Call it a classic case of yo-yo dieting on a global scale, but that trend is reversing again. According to McKinsey’s research more than a third of consumers now say they plan to increase spending on nutrition apps, diet programs, juice cleanses, and subscription food services.

Sleep is also developing into a massive new wellness category all to itself. Everything from sleep tracking apps and wearables to mail-order mattresses and even weighted blankets and blackout curtains are being marketed as the secret to finally getting great, restful, and rejuvenating sleep.

The broader trend has been a shift away from hospital and doctor directed treatment towards self-care that consumers themselves take charge of.

The same is true of meditation and mindfulness products and services. Apps like Calm, Headspace, and Soothe have sprung up with thoughtfully-designed user experiences that make getting your zen on a simple and enjoyable activity that is accessible anywhere. Wellness services in particular have also seen a drastic uptick. Personal training, emotional counseling, nutrition guidance have all become must-haves for a huge swath of wellness consumers.

Everyone Wants to Look and Feel Better

But who exactly are wellness consumers? For starters, they aren’t any one thing, but rather a set of diverse but overlapping groups:

  • Avid wellness enthusiasts are highly engaged on social media, follow the latest trends, and devote a substantial portion of their disposable income to wellness brands. 
  • Socially responsible wellness advocates will pay a premium for brands that espouse sustainable and ethical practices and are transparent about a clean supply chain.
  • Price-conscious wellness consumers are interested in wellness brands but much more likely to comparison shop and wait for deals before making a purchase.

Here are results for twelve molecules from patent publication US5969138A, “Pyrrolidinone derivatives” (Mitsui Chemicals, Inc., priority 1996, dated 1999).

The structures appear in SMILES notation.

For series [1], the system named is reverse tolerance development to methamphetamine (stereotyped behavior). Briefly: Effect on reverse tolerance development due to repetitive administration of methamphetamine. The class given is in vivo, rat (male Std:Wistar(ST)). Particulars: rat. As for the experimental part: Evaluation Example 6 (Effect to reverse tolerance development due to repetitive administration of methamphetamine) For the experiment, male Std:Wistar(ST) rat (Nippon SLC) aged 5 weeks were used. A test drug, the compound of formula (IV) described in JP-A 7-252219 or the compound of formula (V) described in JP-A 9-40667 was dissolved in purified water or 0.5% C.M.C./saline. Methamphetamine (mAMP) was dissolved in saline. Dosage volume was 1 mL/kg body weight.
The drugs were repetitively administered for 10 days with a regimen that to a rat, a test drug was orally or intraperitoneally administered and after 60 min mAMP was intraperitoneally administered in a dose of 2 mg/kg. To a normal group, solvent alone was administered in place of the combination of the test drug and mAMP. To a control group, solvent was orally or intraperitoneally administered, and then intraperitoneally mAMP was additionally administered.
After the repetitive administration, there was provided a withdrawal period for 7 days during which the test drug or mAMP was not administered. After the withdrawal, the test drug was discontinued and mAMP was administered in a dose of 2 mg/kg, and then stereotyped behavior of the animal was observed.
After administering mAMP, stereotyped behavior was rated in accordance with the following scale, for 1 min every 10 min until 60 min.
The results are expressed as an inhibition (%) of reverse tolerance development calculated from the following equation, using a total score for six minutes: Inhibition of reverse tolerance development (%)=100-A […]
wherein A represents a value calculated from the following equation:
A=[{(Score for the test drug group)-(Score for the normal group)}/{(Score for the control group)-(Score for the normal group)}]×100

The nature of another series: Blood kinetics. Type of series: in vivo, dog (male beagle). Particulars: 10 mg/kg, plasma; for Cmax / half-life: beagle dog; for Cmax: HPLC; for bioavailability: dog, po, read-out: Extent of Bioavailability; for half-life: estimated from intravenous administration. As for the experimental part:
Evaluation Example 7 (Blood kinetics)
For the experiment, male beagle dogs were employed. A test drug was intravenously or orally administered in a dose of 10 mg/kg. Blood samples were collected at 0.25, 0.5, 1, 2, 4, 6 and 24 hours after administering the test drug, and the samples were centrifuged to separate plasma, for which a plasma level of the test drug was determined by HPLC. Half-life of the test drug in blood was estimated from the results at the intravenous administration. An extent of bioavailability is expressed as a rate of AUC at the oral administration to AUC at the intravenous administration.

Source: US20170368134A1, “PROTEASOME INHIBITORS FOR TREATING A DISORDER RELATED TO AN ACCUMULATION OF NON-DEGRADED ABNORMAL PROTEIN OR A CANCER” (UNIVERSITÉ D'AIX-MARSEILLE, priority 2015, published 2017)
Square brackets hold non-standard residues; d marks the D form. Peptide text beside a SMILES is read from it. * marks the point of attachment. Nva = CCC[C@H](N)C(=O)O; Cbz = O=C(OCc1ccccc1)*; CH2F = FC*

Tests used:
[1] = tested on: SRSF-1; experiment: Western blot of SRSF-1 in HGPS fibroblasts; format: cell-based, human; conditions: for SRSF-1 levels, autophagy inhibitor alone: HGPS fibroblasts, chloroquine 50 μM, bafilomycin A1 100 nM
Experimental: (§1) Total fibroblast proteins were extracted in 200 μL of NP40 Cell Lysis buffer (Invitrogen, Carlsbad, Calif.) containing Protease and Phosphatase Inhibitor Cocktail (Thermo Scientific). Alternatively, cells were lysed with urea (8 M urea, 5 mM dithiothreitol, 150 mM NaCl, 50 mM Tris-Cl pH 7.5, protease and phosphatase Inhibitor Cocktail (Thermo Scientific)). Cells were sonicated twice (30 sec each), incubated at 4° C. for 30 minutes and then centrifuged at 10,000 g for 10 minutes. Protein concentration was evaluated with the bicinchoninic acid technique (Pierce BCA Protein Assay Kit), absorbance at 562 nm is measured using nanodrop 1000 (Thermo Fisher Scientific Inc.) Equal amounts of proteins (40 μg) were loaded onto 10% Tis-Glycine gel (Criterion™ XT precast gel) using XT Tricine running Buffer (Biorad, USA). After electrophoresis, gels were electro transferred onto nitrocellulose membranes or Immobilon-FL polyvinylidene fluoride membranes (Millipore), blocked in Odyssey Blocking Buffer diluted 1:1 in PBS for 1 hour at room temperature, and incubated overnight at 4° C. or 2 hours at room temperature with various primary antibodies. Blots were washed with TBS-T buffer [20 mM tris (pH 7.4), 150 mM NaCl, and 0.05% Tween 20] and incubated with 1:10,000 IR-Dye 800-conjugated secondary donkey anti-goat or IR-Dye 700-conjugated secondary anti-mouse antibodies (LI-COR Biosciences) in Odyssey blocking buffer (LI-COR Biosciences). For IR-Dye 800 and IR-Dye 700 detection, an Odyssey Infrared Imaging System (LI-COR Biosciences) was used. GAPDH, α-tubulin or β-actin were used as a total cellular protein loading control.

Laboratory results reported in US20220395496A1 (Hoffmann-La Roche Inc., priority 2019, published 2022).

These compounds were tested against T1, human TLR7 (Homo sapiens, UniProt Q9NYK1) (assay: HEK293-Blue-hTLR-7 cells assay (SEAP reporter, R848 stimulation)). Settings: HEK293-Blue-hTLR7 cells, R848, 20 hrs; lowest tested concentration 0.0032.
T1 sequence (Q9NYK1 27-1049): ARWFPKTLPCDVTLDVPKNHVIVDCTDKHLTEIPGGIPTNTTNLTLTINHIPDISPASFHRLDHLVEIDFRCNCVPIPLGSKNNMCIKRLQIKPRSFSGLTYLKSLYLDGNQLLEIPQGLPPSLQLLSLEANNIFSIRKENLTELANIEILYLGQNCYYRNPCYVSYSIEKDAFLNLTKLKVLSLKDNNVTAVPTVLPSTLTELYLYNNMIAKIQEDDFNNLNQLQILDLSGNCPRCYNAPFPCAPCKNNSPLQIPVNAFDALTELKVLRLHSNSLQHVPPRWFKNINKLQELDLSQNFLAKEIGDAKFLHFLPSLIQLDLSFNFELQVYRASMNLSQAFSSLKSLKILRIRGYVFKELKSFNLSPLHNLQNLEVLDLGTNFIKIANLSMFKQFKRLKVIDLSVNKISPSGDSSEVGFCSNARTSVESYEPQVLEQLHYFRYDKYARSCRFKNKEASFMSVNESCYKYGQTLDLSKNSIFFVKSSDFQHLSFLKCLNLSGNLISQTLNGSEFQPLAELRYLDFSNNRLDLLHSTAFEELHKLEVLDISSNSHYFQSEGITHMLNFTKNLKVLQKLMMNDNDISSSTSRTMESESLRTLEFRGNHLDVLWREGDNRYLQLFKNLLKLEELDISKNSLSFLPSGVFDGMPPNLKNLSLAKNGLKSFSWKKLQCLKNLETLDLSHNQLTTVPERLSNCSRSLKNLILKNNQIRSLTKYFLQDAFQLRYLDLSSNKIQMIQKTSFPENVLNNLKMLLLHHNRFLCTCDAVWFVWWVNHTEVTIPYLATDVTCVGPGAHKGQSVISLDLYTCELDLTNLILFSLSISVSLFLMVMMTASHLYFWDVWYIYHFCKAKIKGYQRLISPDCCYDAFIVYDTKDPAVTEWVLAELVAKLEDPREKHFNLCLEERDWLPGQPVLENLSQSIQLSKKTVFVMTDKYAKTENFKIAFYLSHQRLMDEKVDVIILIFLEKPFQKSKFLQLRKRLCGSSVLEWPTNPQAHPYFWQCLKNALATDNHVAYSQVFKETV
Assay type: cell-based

• Wellness loyalists are wary of new brands and innovations and more apt to stick with what they know and are already comfortable with.

Across demographic segments, however, certain trends persist. The word “natural,” for example has increasing relevance and desirability. Most consumers say if they have to choose between two products, one that advertises itself as natural versus one that doesn’t, they would select the natural option. That observation is true of supplements, foods, skincare products, and many others.

Another trend from the larger marketplace that carries weight for wellness brands is the desire of consumers to have products and services tailored to their unique needs. Simple data collection in the form of quizzes and user-submitted information is fed into analytic engines that develop personalized recommendations for fitness routines, suggestions for achieving better sleep, diet plans, and even beauty products that are especially well suited to an individual’s skin and appearance.

Growing Brands Must Continually Adapt

EY’s latest Future Consumer Index found that 57-percent of consumers want to make healthier choices in their product purchases, and not just in the wake of the pandemic but permanently. 43-percent said that they believe health will still be the most important criteria in purchasing decisions three years from now.

This consumer shift will affect brands with even a tangential connection to health and wellness, so the time is now for adaptive brands to consider how they can position themselves for growth and relevance in a massive wellness market that is still in its infancy.


Hanlon helps growing health and wellness brands develop strategies that connect with their consumers and stay ahead of changes in the marketplace. Find out what we can do for you.